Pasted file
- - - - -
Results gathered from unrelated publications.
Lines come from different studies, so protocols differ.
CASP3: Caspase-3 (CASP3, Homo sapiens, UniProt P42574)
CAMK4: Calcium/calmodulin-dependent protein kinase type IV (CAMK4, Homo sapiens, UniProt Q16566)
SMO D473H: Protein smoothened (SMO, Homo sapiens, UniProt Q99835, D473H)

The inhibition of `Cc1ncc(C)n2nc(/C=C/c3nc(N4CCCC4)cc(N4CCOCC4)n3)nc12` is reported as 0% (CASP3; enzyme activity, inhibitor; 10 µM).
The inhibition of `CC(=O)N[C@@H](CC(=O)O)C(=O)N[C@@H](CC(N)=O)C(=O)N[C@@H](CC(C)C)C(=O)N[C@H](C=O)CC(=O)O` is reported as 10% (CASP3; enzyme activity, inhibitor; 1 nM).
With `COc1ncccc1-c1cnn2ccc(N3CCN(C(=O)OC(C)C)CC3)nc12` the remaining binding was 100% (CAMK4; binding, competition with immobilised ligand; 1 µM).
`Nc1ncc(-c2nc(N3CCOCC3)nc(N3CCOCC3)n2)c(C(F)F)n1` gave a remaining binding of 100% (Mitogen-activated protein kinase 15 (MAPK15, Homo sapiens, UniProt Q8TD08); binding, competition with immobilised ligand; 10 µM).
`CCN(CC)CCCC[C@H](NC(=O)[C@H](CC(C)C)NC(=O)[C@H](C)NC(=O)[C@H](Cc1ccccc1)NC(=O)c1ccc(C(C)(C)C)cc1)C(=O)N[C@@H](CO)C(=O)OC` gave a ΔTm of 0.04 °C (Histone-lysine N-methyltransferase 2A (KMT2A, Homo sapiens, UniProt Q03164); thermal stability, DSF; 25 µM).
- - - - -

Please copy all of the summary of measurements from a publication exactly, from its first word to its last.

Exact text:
Results gathered from unrelated publications.
Lines come from different studies, so protocols differ.
CASP3: Caspase-3 (CASP3, Homo sapiens, UniProt P42574)
CAMK4: Calcium/calmodulin-dependent protein kinase type IV (CAMK4, Homo sapiens, UniProt Q16566)
SMO D473H: Protein smoothened (SMO, Homo sapiens, UniProt Q99835, D473H)

The inhibition of `Cc1ncc(C)n2nc(/C=C/c3nc(N4CCCC4)cc(N4CCOCC4)n3)nc12` is reported as 0% (CASP3; enzyme activity, inhibitor; 10 µM).
The inhibition of `CC(=O)N[C@@H](CC(=O)O)C(=O)N[C@@H](CC(N)=O)C(=O)N[C@@H](CC(C)C)C(=O)N[C@H](C=O)CC(=O)O` is reported as 10% (CASP3; enzyme activity, inhibitor; 1 nM).
With `COc1ncccc1-c1cnn2ccc(N3CCN(C(=O)OC(C)C)CC3)nc12` the remaining binding was 100% (CAMK4; binding, competition with immobilised ligand; 1 µM).
`Nc1ncc(-c2nc(N3CCOCC3)nc(N3CCOCC3)n2)c(C(F)F)n1` gave a remaining binding of 100% (Mitogen-activated protein kinase 15 (MAPK15, Homo sapiens, UniProt Q8TD08); binding, competition with immobilised ligand; 10 µM).
`CCN(CC)CCCC[C@H](NC(=O)[C@H](CC(C)C)NC(=O)[C@H](C)NC(=O)[C@H](Cc1ccccc1)NC(=O)c1ccc(C(C)(C)C)cc1)C(=O)N[C@@H](CO)C(=O)OC` gave a ΔTm of 0.04 °C (Histone-lysine N-methyltransferase 2A (KMT2A, Homo sapiens, UniProt Q03164); thermal stability, DSF; 25 µM).